x Abu Dhabi, UAEFriday 21 July 2017

Las Vegas' CityCenter looks to events to lift revenue

MGM Resorts International is hoping to compensate for the troubles associated with its CityCenter project with an increase in convention bookings this year.

The CityCenter is a joint venture between MGM and Dubai World. AFP
The CityCenter is a joint venture between MGM and Dubai World. AFP

MGM Resorts International, the Las Vegas casino operator, is hoping to compensate for the troubles associated with its CityCenter project with an increase in convention bookings this year.

Recovering event attendance helped the US$8.5 billion (Dh31.22bn) joint venture with Dubai World post positive cash flow for the first time in the third quarter after losses in the first half of last year.

Convention-related room bookings at MGM Resorts' wholly owned properties are up more than 30 per cent in the first quarter from a year earlier, Jim Murren, the chief executive, told Bloomberg.

MGM has booked almost 1.6 million convention room nights for this year, Mr Murren said.

The casino operator is seeking to refinance CityCenter's $1.8bn loan to extend maturities with a mix of bonds and longer-term bank debt. That process is expected to be completed by the end of the current quarter.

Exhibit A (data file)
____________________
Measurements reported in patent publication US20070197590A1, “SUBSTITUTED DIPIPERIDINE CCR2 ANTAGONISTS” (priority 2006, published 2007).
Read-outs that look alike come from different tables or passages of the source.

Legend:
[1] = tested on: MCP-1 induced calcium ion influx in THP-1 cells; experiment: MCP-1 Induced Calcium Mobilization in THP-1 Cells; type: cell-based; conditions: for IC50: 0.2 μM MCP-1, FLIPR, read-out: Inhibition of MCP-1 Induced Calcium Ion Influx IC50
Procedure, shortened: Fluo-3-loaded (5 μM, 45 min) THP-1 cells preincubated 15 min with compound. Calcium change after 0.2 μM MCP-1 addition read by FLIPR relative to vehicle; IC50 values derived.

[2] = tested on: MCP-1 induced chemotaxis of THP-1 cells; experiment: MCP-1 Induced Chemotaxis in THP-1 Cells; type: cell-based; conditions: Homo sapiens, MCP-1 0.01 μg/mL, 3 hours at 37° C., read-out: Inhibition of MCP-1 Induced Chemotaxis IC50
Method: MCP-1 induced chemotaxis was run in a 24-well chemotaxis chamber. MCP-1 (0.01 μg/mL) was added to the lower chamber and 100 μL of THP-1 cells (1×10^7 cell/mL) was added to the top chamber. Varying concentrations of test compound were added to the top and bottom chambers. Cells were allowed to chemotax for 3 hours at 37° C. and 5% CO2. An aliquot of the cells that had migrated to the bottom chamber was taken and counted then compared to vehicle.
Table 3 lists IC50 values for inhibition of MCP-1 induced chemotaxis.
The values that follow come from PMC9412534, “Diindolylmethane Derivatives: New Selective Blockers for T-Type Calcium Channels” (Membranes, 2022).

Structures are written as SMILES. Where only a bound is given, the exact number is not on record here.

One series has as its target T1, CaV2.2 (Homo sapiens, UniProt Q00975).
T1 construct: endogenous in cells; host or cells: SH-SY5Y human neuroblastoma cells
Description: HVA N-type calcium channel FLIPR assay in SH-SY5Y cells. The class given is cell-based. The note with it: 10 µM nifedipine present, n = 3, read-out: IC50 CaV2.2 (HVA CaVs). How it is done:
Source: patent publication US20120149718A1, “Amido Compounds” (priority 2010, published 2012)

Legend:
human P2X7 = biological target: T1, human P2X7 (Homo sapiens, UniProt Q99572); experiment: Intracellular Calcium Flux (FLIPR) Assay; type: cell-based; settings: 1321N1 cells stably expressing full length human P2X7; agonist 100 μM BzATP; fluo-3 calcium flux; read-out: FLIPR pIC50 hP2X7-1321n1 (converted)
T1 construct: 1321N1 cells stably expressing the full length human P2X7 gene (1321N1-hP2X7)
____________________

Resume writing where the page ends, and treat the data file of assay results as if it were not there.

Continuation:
"The partners do not have an appetite to sell any of their equity in CityCenter at this point," Mr Murren said. "When we put a long-term, permanent capital structure in place at CityCenter, that relieves an awful lot of concern investors have had about MGM's potential liability to CityCenter."

CityCenter's jewel is the 4,004-room Aria gaming resort, which opened on December 16. The 27-hectare complex on the Las Vegas Strip also includes a Cirque du Soleil show called Viva Elvis, 2,400 condominiums and luxury non-gaming hotels including Las Vegas' first Mandarin Oriental.

The development was planned during an economic boom in Las Vegas, but as the global financial climate deteriorated, the city's fortunes changed.

Its economy was hit hard by the downturn and unemployment soared, while occupancy levels and expenditure at hotels and casinos plunged.

The revival in convention bookings has seen some confidence return to the sector.

The $300bn-a-year global exhibitions industry showed growth in the three months that ended in September last year after nine quarters of decline, according to the International Association of Exhibitions and Events, which is based in Texas.

UAE-based events organisers have also reported an increase in demand for shows.

"In overall terms, there are signs now of an upturn in sector growth for trade shows," Simon Horgan, the group chief executive of ADNEC, told The National last month.

business@thenational.ae